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Employee Act Would Harm Industry

August 31st, 2009

Special To The Tampa Tribune

A small group of Senate Democrats has expressed a willingness to drop what may be the most contentious piece of the Employee Free Choice Act (EFCA): the “card-check” provision that would take away American workers’ right to a private ballot when determining whether to form a union.

While we applaud their newly found clarity on the issue, it does not make this bill any less dangerous for American businesses and American workers.

As hoteliers whose business is hospitality, we know that employee job satisfaction is key to making our guests feel welcome. We respect and support our employees’ right to determine for themselves whether they want to be represented by a union through a fair and free election process.

EFCA – with or without the card-check provision – would fundamentally change that, and in the process, change the way we do business. It would have the unintended consequence of damaging our ability to compete and therefore would put in jeopardy the jobs that EFCA purports to protect.

EFCA’s mandatory first-contract arbitration provision is unrealistic, vague and unfair. Employees are required to make perilously quick decisions on unionization; the voice of the employer is deliberately stifled; and government takes center stage in contract talks.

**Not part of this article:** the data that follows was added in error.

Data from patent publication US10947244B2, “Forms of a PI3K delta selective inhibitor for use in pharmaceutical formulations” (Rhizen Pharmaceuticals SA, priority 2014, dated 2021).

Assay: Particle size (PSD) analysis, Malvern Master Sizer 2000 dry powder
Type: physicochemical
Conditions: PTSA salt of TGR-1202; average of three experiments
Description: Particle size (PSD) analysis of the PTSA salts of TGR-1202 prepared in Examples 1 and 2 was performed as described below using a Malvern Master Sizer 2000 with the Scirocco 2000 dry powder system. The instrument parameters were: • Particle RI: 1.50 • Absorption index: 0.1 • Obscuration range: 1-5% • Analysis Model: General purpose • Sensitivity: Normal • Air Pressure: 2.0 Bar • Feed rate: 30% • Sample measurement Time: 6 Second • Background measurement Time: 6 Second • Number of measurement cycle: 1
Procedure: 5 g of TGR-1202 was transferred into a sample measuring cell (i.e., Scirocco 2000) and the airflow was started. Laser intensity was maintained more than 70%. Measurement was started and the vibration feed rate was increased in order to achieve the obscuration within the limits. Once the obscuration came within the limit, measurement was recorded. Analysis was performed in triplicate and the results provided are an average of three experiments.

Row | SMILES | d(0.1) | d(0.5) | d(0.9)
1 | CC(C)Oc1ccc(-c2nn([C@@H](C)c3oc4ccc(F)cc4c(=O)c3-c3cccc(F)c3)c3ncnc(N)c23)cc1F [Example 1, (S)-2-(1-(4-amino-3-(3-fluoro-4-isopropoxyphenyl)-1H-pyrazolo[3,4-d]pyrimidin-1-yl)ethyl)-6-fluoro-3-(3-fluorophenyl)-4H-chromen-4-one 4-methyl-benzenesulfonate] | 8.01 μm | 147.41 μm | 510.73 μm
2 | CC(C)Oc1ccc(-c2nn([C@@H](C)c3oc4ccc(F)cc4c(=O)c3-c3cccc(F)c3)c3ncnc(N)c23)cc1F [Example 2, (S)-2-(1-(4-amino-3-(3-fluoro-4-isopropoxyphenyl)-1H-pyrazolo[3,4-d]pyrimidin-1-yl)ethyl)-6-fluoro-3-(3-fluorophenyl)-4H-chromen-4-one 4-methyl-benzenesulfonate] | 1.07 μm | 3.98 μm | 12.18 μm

Especially in these tough economic times, we simply cannot afford to have a government-appointed arbitrator unfamiliar with our business strategy intrude in – and make final decisions about – the terms of labor agreements. The process strips employer and employee alike of a say in a contract that will define every aspect of their relationship.

Some have suggested as an alternative to the “card-check” provision that the union be permitted to hold a vote within five to 10 days of receiving 30 percent of signed organizing cards. Under this scenario, the unions would have unlimited time to lobby employees behind the scenes while employers would have only five to 10 days to present their side. Employees would be forced to make a decision with significant long-range consequences without the time necessary to weigh both sides.

Fairness dictates that employers and unions have equal time to present their case and that employees are given adequate time to review their options.

Another alternative to “card check” being discussed would allow organizers to lobby at the worksite during work hours to solicit support. Particularly for hospitality industries, including hotels and restaurants, this would severely hamper our ability to serve guests.

The negative financial impact of EFCA – and the alternatives we have discussed – on the travel, tourism and hospitality industries would be extreme. In fact, there is perhaps no single legislative agenda item with greater implications for our financial future.

Travel and tourism is a $740 billion industry in the United States, with more than 7.5 million people employed in travel or travel-related professions. According to the U.S. Travel Association, business travel alone creates 2.4 million American jobs, $240 billion in spending and $39 billion in tax revenue. Taking a bite out of such a large apple is a troubling strategy at a time when our national pantry is not particularly well stocked.